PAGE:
Within toe-dipping distance of Tokyo, Gunma’s onsen haven is the perfect bathing escape.
Less than two hours from the dazzling neon of Tokyo, the scenic mountains of Gunma prefecture are practically overrun with hot springs; there’s Takaragawa onsen, with its picturesque open-air baths along the river which allow mixed bathing, and beer; Kusatsu onsen, which spurts out around 4000 liters of sulphuric spring water every minute; Sainokawara onsen, an enormous outdoor bath with space for 99 other people; and Hoshi Chojukan, a remote inn deep in the mountains with secluded outdoor baths that you can have all to yourself.
The yubatake in Kusatsu distributes hot spring water to the surrounding public baths.
The best introduction to Gunma’s onsen is at Kusatsu which boasts the highest amount of hot spring water in the country. In the town center, the yubatake (hot water field) uses wooden troughs to cool down and distribute the hot water to the surrounding public baths and inns. You can also witness the yumomi where local women stir the hot spring waters with large wooden paddles while singing and dancing traditional songs.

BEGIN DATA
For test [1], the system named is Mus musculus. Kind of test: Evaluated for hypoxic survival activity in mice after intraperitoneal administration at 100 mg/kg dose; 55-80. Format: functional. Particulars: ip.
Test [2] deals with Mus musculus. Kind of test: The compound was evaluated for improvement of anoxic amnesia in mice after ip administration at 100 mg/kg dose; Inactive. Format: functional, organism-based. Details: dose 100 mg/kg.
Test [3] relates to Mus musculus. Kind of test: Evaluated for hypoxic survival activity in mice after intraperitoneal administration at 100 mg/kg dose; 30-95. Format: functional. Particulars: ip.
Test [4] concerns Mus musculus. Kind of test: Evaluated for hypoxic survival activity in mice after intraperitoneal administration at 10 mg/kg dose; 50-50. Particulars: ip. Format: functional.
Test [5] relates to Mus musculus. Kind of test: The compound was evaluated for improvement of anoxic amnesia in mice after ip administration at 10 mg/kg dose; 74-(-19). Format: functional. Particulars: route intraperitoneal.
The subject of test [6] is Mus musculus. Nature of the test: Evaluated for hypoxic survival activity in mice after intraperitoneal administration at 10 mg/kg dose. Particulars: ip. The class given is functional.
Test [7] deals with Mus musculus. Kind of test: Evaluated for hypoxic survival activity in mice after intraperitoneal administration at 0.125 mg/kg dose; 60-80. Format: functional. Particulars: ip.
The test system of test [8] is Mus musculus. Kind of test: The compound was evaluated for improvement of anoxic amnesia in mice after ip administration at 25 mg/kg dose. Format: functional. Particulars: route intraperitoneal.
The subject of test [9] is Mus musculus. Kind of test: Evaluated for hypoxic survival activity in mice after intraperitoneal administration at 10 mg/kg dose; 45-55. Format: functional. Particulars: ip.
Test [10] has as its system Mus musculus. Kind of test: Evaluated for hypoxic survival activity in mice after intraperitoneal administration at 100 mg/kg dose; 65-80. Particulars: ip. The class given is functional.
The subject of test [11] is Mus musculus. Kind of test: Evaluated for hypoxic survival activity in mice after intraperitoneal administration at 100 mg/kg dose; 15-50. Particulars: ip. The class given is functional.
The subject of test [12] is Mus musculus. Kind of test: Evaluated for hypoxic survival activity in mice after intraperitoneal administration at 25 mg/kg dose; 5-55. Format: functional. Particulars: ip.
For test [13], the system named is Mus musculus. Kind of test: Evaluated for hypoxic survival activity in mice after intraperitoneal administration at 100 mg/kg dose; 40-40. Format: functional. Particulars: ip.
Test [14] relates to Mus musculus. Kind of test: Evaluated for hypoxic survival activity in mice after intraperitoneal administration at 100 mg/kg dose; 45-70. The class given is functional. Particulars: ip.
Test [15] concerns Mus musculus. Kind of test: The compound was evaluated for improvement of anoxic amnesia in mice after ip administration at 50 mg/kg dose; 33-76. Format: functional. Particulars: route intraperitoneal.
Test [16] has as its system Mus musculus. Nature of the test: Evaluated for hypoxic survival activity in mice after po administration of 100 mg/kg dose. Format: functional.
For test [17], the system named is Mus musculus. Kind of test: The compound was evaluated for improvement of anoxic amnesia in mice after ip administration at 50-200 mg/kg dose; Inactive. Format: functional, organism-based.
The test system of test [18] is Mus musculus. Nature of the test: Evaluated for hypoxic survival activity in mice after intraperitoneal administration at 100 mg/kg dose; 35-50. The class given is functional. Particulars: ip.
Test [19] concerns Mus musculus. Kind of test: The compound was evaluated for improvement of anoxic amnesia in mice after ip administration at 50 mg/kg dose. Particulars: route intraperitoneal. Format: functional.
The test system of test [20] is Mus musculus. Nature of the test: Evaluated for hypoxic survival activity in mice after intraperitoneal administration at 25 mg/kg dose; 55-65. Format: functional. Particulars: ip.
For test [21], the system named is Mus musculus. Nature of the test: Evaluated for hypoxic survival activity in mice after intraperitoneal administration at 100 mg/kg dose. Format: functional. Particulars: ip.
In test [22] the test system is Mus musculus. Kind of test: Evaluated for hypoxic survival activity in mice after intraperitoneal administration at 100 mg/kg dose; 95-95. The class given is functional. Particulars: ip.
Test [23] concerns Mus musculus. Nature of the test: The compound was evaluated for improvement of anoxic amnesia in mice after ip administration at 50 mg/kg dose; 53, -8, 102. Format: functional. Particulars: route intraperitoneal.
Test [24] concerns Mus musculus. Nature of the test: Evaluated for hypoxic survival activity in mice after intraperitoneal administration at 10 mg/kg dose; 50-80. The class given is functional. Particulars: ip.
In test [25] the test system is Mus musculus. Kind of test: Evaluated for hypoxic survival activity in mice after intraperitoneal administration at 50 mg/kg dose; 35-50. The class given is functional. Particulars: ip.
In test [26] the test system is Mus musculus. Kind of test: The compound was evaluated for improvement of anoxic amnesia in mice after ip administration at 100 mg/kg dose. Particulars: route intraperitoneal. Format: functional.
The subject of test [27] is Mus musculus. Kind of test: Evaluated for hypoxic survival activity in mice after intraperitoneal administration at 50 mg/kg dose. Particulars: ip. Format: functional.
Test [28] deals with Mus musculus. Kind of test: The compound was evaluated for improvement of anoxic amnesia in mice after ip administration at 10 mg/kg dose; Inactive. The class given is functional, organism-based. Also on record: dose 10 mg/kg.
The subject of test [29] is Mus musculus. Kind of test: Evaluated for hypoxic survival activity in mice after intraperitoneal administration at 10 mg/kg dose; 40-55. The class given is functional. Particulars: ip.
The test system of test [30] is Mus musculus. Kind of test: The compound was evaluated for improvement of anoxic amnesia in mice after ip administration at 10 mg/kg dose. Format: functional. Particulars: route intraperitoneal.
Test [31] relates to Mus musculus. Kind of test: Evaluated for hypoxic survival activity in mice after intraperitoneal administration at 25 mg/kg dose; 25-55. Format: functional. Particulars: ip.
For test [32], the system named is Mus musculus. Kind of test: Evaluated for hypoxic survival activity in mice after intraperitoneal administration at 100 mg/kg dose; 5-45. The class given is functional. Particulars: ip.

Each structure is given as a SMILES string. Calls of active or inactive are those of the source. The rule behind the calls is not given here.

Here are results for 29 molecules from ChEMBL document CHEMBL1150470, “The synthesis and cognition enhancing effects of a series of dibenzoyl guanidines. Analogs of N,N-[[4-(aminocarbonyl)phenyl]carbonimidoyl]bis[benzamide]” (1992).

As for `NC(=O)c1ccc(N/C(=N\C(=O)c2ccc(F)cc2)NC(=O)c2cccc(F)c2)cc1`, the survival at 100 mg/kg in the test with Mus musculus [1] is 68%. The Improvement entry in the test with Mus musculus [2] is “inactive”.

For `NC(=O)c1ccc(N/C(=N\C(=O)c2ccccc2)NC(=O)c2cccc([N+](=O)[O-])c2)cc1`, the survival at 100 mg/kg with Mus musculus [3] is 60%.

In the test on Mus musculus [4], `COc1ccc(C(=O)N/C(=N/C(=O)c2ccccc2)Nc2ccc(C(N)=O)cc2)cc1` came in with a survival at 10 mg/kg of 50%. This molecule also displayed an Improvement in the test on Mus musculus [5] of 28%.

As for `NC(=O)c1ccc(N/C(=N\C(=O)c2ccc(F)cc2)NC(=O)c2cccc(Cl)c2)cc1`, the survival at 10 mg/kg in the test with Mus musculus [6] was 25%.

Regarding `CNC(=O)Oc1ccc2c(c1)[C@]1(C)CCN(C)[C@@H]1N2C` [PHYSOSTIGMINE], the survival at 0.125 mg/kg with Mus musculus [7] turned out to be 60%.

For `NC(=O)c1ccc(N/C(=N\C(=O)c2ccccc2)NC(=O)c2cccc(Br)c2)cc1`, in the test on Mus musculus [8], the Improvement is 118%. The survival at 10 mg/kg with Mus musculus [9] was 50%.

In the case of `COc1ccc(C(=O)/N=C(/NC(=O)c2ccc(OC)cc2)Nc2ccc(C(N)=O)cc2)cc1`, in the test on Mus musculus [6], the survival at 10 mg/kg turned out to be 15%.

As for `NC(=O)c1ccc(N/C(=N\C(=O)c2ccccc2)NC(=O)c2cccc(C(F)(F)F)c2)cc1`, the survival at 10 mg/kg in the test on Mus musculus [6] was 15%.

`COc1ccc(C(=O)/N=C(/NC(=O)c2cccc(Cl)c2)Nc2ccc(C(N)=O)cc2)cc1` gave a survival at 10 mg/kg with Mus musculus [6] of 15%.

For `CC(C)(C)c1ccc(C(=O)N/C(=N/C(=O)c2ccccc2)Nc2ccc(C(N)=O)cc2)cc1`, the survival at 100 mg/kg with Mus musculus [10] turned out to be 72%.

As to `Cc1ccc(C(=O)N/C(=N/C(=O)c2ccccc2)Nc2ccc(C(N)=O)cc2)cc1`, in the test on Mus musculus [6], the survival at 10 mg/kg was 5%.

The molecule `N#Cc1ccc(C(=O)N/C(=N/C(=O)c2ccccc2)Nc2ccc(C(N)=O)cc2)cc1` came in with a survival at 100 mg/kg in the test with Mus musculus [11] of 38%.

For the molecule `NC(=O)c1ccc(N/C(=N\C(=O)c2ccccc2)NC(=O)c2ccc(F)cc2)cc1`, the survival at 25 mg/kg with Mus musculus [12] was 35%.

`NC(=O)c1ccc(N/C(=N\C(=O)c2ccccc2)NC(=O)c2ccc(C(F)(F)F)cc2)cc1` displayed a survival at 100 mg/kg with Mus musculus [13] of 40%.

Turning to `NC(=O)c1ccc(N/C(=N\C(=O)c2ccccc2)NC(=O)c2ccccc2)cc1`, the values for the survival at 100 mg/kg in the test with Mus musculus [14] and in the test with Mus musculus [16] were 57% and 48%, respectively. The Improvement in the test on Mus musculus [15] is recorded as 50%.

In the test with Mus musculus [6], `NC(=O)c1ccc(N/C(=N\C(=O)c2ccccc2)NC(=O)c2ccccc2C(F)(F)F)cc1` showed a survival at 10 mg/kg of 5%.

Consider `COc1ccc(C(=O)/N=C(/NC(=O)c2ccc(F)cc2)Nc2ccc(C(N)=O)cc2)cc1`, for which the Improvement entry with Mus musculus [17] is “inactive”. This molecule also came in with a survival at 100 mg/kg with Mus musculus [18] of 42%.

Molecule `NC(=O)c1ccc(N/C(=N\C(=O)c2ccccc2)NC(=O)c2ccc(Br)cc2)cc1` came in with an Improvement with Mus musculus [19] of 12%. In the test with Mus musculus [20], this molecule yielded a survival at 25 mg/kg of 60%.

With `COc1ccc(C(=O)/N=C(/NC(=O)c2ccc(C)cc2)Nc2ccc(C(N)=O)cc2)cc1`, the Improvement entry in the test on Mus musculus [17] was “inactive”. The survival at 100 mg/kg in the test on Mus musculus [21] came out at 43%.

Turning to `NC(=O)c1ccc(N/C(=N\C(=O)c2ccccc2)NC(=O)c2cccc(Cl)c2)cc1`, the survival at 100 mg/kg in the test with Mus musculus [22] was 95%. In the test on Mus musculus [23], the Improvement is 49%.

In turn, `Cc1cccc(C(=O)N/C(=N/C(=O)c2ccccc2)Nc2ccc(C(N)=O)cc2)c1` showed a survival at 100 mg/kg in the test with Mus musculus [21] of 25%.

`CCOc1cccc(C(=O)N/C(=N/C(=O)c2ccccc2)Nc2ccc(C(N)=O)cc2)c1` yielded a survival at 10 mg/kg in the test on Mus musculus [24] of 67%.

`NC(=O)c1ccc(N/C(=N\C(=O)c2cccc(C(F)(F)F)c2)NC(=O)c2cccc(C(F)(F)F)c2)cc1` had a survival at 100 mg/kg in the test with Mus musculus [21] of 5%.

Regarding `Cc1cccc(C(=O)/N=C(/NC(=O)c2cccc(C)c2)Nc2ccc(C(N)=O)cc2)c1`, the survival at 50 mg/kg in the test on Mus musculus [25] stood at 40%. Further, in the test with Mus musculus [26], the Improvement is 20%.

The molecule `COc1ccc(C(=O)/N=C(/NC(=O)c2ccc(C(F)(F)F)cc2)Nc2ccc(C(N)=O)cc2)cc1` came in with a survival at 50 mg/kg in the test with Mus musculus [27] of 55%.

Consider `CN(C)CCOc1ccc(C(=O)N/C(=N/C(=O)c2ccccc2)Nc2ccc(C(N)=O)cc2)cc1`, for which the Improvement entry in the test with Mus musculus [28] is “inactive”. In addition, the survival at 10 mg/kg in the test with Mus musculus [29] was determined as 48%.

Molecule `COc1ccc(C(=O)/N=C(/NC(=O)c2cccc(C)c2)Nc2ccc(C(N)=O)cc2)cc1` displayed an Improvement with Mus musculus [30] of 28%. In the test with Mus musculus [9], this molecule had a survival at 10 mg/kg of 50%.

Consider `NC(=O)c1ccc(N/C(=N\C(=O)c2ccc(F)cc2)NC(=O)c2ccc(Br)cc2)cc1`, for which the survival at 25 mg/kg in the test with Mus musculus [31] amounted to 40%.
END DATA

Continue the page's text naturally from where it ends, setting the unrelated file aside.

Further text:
Hike around the epic Mount Tanigawadake region.
Gunma’s diverse landscape means you don’t have to spend all your time bathing. In Minakami, you can take a break from luxuriating and do some extreme sports instead – the area is packed with organizations offering outdoor activities from rafting to bungee jumping in the summer, and skiing and snowboarding in the winter. Mount Tanigawadake has some great hiking from July to November and transforms into a fun ski resort in the winter.
It’s a popular place for seasonal workers from overseas so many companies offer services in English too.
The bullet train runs from Tokyo to Takasaki, the gateway to Gunma prefecture. On your way, pick up a traditional daruma doll, of which Takasaki is a leading producer. The dolls are used for making a wish by coloring in the left eye, and then coloring in the right eye once the wish has come true.
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